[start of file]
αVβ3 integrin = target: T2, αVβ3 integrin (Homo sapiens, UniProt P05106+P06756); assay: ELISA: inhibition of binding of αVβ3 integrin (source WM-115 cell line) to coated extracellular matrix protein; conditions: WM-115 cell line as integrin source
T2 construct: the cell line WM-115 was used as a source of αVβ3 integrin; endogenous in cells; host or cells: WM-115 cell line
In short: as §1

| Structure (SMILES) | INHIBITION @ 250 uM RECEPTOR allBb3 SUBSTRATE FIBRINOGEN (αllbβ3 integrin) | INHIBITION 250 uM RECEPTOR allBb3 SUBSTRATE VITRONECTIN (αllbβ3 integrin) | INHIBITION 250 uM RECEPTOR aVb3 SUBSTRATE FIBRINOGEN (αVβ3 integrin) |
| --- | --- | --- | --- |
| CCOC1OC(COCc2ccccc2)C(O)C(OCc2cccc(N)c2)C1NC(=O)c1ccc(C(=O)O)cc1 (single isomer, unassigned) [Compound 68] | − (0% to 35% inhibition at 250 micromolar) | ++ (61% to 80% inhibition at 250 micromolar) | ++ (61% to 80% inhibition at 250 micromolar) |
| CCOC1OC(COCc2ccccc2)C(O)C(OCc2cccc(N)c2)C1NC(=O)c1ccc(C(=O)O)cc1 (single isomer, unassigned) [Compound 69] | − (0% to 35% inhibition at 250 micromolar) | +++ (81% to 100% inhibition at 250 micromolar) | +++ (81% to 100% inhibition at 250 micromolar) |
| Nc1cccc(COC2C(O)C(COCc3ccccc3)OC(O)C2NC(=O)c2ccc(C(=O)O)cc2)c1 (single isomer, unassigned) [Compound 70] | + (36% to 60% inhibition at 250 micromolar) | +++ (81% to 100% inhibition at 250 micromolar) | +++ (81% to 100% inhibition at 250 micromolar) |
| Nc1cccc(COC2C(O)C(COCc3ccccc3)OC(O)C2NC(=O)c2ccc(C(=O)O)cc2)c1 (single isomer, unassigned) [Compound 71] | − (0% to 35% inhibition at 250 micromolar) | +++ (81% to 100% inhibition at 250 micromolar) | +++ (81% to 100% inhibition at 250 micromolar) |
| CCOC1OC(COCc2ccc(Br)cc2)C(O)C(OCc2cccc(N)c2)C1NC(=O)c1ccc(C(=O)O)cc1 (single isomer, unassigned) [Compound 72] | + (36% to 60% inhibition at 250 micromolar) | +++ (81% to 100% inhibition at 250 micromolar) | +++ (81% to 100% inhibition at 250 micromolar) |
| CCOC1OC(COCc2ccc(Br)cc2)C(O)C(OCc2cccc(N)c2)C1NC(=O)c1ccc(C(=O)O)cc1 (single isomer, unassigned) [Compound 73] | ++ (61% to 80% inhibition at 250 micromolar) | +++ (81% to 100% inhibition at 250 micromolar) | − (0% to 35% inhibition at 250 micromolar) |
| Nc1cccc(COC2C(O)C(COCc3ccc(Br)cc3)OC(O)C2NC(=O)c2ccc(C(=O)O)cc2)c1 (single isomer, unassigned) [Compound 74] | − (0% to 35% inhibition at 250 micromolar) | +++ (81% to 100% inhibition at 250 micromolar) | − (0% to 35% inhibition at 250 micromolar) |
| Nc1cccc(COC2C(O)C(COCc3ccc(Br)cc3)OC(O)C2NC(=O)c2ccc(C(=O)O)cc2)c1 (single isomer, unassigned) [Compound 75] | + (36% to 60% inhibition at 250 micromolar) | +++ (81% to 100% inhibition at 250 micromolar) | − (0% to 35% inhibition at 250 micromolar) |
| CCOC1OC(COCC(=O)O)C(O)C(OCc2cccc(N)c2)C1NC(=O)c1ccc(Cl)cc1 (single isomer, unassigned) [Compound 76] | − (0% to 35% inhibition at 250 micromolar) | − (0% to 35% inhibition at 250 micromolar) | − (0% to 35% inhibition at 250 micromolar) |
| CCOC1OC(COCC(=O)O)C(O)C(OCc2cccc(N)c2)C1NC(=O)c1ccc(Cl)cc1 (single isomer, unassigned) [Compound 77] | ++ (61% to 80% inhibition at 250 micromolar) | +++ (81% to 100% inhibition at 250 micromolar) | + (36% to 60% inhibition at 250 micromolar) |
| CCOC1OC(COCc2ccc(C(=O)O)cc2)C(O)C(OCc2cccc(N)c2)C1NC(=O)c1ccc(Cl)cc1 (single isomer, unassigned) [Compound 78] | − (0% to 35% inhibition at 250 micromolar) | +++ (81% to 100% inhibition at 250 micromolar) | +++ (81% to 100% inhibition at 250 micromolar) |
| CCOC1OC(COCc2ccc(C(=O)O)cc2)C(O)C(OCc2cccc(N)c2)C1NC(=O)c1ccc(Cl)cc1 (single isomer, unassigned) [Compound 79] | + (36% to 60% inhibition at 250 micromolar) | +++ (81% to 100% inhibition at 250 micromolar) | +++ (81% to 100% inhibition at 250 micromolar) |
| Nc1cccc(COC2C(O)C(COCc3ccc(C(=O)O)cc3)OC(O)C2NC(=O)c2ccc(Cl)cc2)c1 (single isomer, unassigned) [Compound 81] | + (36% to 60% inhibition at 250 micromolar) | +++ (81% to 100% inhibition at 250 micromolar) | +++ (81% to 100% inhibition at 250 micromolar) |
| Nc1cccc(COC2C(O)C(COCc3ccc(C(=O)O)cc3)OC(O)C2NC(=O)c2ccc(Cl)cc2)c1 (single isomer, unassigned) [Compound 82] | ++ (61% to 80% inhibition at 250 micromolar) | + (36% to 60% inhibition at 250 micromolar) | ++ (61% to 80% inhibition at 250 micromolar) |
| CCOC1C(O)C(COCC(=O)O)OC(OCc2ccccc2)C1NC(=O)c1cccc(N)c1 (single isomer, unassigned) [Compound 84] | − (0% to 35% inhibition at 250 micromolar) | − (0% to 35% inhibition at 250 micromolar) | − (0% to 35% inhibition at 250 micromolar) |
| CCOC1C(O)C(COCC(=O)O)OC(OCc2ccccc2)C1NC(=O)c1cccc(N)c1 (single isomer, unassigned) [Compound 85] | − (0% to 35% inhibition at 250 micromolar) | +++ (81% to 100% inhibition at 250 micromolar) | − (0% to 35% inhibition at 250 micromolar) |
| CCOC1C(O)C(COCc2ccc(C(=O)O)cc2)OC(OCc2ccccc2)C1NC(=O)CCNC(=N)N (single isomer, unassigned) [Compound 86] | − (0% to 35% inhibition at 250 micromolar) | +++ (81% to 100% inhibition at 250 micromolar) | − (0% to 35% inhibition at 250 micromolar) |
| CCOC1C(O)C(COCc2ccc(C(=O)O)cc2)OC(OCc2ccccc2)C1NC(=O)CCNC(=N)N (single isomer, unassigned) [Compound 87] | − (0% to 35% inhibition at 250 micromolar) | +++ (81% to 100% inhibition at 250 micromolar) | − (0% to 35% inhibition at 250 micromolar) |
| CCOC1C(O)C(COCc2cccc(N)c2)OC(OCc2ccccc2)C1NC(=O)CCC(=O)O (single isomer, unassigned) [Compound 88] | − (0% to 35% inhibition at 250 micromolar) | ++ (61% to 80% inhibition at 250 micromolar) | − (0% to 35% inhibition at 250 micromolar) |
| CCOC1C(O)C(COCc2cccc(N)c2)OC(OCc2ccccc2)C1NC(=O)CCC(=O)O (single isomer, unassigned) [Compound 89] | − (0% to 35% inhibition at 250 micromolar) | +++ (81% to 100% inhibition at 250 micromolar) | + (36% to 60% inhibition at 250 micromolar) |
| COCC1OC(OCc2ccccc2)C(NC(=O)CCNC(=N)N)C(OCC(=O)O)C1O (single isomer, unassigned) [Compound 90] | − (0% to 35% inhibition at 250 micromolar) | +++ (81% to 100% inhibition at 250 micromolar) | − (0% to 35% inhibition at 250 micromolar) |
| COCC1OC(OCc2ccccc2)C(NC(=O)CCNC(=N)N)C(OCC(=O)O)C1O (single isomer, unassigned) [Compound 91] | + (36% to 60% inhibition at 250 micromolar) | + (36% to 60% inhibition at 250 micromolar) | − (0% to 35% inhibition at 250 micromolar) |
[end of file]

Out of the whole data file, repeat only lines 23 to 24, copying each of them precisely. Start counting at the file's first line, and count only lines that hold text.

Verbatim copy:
| CCOC1C(O)C(COCc2ccc(C(=O)O)cc2)OC(OCc2ccccc2)C1NC(=O)CCNC(=N)N (single isomer, unassigned) [Compound 87] | − (0% to 35% inhibition at 250 micromolar) | +++ (81% to 100% inhibition at 250 micromolar) | − (0% to 35% inhibition at 250 micromolar) |
| CCOC1C(O)C(COCc2cccc(N)c2)OC(OCc2ccccc2)C1NC(=O)CCC(=O)O (single isomer, unassigned) [Compound 88] | − (0% to 35% inhibition at 250 micromolar) | ++ (61% to 80% inhibition at 250 micromolar) | − (0% to 35% inhibition at 250 micromolar) |